October 30, 2019

Shall not be Infringed (Unless it's a Property Right)

Timothy Birdnow

"The moment the idea is admitted into society that property is not as sacred as the law of God, and that there is not a force of law and public justice to protect it, anarchy and tyranny commence.”

John Adams

Municipal police in Greenwood Village, Colorado blew up a guys house trying to dislodge a trespassing shoplifter - and they refused to pay for it. To add insult to injury they won in court when the 10th Circuit Court of Appeals ruled it wasn't an illegal taking, so the homeowner gets nothing.

From the article:

But now it was just a neighborhood crime scene, the suburban home where an armed Walmart shoplifting suspect randomly barricaded himself after fleeing the store on a June afternoon in 2015. For 19 hours, the suspect holed up in a bathroom as a SWAT team fired gas munition and 40-millimeter rounds through the windows, drove an armored vehicle through the doors, tossed flash-bang grenades inside and used explosives to blow out the walls.

The suspect was captured alive, but the home was utterly destroyed, eventually condemned to be demolished by the City of Greenwood Village.

That left Leo Lech’s son, John Lech — who lived there with his girlfriend and her 9-year-old son — without a home. The city refused to compensate the Lech family for their losses but offered $5,000 in temporary rental assistance and for the insurance deductible.

Now, after the Leches sued, a federal appeals court has decided what else the city owes the Lech family for destroying their house more than four years ago: nothing.

On Tuesday, a three-judge panel for the U.S. Court of Appeals for the 10th Circuit unanimously ruled that the city is not required to compensate the Lech family for their lost home because it was destroyed by police while they were trying to enforce the law, rather than taken by eminent domain.

The Lechs had sued under the Fifth Amendment’s Takings Clause, which guarantees citizens compensation if their property is seized by the government for public use. But the court said that Greenwood Village was acting within its "police power” when it damaged the house, which the court said doesn’t qualify as a "taking” under the Fifth Amendment. The court acknowledged that this may seem "unfair,” but when police have to protect the public, they can’t be "burdened with the condition” that they compensate whoever is damaged by their actions along the way.

"It just goes to show that they can blow up your house, throw you out on the streets and say, ‘See you later. Deal with it,’ ” Leo Lech said in an interview with The Washington Post on Tuesday. "What happened to us should never happen in this country, ever.”

Aren't municipalities required to maintain insurance for such things? They wrecked the guys house. They should have to pay for it, then try to get the money from the man they were pursuing.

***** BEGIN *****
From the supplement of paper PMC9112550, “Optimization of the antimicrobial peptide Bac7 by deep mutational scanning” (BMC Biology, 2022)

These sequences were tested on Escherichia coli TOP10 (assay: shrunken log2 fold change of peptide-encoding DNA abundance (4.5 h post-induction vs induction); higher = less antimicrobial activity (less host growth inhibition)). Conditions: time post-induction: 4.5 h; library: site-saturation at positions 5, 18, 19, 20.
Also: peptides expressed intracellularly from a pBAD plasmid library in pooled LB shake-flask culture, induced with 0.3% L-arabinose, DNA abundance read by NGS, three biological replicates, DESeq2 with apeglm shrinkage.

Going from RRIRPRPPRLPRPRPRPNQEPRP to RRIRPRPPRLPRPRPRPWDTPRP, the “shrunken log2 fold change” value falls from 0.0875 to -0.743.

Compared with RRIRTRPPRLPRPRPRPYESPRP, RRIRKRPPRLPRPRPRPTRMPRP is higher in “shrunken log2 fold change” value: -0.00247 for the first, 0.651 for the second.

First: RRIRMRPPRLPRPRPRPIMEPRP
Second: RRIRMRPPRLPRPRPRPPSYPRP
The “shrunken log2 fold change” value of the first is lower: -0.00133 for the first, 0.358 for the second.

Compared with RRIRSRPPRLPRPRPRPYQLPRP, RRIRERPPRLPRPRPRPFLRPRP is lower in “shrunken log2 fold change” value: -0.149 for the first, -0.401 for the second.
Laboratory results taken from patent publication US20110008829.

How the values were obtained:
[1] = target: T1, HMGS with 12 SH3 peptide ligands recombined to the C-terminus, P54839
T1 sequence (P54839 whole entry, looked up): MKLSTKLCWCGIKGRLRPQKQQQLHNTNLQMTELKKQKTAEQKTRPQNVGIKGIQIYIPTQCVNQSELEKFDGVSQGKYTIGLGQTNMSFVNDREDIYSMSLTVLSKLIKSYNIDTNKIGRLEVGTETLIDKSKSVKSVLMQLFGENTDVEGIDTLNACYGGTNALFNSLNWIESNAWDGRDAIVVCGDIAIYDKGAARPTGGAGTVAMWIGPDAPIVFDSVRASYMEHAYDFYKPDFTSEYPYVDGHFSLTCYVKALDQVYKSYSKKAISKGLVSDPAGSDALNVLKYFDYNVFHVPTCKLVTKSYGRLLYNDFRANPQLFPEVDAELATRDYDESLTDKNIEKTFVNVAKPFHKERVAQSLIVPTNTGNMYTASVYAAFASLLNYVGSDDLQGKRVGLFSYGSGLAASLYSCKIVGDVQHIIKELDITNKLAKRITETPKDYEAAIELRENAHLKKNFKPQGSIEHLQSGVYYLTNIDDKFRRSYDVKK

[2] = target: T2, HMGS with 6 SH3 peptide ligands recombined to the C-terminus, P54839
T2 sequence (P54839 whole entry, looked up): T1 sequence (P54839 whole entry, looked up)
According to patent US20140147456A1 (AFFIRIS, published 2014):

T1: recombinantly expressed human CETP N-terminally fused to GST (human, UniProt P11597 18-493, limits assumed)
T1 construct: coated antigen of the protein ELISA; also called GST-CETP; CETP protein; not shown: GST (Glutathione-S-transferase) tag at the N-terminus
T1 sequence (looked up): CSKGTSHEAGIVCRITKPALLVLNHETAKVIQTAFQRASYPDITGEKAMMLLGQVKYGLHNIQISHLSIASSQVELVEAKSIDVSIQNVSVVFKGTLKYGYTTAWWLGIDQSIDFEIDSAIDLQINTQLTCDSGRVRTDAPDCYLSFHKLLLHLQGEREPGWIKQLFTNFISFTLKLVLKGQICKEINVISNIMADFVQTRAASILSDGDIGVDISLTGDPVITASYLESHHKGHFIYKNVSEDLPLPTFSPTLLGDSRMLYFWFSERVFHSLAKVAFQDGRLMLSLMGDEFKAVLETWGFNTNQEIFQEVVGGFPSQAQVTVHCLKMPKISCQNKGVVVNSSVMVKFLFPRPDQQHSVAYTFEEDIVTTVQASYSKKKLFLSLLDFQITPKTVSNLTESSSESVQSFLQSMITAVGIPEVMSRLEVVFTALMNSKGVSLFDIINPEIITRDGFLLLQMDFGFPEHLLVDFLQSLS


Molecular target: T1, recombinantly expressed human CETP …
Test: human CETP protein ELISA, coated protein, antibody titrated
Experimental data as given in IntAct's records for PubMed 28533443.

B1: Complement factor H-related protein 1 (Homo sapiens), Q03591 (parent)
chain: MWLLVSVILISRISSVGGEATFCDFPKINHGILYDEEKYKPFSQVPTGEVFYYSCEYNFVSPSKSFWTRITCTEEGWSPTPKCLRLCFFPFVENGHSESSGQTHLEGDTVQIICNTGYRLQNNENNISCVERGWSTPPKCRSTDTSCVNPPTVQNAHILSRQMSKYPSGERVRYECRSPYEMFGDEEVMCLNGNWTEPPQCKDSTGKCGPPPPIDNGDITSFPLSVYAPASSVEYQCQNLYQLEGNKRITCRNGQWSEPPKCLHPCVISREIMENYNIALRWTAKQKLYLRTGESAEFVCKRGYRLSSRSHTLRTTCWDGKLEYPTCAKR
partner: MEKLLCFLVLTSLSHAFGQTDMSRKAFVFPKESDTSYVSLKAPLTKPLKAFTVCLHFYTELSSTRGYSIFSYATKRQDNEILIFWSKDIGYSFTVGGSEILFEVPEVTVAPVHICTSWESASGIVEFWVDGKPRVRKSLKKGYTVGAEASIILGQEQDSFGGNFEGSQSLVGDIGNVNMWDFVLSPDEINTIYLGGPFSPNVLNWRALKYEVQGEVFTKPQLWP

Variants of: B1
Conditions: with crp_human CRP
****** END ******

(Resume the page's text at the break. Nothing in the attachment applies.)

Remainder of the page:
This hearkens back to the decrease in respect for property rights. We have allowed the State to whittle these right down to the point where your car can be seized if a passenger in it has a miniscule amount of drugs on them, for example. We also see this when corporations want land to develop; they simply use eminent domain to take it. We've seen it with the EPA seizing land from people for environmental reasons. It has been an ongoing war.

It ultimately goes back to the Civil Rights Act of 1964; no matter how well intentioned, that act fundamentally redefined the relationship between the individual and the State. Prior to that a property owner determined who could enter his property, who he would serve as a businessman, etc. He was king of his castle. After the Civil Rights Act we had the idea of "public acommodation" which meant that, well, you own your property, but the State can tell you what to do with it.

This had been coming for some time, granted; Roosevelt was particularly guilty of undermining property rights, as was Hoover and Wilson. But the Civil Rights Act systematically wiped out the concept of private property. We now do not question the right of the State to order us around.

And we no longer think the State has no right to invade property - or seize it, or even destroy it.

That is clearly what happened in this case.

Private property is the cornerstone of Western Civilization and especially American liberty. I wrote about this years ago at American Thinker. See here  and here. See also my piece from Canada Free Press.

Hot pursuit of a criminal does not give paramilitary cops the right to blow up somebody's house then not pay for it. Either we have property rights or we don't, and if the State can destroy your property, you do not have property rights. Without that, you have no rights at all.

Posted by: Timothy Birdnow at 09:47 AM | Comments (5) | Add Comment
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